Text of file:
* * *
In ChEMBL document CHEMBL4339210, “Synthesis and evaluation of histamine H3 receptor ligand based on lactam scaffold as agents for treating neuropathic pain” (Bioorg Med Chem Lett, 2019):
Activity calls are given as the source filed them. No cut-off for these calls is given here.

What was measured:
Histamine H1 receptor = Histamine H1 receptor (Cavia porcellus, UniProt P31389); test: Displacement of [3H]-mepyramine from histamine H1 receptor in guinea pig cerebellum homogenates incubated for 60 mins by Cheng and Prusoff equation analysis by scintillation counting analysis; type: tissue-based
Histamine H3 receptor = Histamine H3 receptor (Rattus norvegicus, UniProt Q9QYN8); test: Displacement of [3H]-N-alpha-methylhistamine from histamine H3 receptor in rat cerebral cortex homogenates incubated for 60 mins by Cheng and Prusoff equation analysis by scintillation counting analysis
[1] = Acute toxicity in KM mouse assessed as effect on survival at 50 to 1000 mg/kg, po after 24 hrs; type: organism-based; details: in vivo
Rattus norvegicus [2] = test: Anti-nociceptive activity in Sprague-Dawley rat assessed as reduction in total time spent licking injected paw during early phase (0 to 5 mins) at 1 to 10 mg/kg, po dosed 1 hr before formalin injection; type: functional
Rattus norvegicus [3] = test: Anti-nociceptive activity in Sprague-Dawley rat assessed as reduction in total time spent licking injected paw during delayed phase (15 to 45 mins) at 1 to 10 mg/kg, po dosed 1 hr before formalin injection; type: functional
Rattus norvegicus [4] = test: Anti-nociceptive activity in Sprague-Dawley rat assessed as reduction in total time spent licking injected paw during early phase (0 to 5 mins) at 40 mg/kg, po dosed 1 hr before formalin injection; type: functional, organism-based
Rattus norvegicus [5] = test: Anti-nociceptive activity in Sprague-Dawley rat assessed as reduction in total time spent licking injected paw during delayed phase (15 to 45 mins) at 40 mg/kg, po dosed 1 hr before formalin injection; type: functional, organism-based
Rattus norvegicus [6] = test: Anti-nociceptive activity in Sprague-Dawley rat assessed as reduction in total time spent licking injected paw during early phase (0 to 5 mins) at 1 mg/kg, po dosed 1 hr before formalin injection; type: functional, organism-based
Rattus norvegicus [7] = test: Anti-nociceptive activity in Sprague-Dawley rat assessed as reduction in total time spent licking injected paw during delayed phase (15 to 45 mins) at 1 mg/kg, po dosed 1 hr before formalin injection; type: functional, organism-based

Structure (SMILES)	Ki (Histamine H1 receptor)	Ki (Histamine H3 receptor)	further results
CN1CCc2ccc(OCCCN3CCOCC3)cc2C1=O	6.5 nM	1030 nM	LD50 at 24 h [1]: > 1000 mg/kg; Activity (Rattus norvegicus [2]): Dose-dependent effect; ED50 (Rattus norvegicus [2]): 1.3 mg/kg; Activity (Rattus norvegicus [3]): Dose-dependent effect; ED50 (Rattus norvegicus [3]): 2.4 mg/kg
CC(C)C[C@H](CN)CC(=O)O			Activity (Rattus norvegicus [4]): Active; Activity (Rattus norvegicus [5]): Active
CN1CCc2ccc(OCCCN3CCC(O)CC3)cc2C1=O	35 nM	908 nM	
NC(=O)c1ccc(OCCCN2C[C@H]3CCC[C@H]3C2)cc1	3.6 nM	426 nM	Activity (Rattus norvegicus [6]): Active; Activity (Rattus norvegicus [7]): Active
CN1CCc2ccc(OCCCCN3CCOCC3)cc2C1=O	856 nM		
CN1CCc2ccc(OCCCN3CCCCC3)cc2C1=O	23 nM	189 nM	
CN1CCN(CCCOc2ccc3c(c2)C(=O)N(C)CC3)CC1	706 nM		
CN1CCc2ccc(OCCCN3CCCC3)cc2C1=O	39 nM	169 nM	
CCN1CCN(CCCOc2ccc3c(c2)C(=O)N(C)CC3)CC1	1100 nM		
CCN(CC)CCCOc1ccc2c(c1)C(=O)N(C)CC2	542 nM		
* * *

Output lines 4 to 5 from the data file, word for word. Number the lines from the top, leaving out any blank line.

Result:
Histamine H1 receptor = Histamine H1 receptor (Cavia porcellus, UniProt P31389); test: Displacement of [3H]-mepyramine from histamine H1 receptor in guinea pig cerebellum homogenates incubated for 60 mins by Cheng and Prusoff equation analysis by scintillation counting analysis; type: tissue-based
Histamine H3 receptor = Histamine H3 receptor (Rattus norvegicus, UniProt Q9QYN8); test: Displacement of [3H]-N-alpha-methylhistamine from histamine H3 receptor in rat cerebral cortex homogenates incubated for 60 mins by Cheng and Prusoff equation analysis by scintillation counting analysis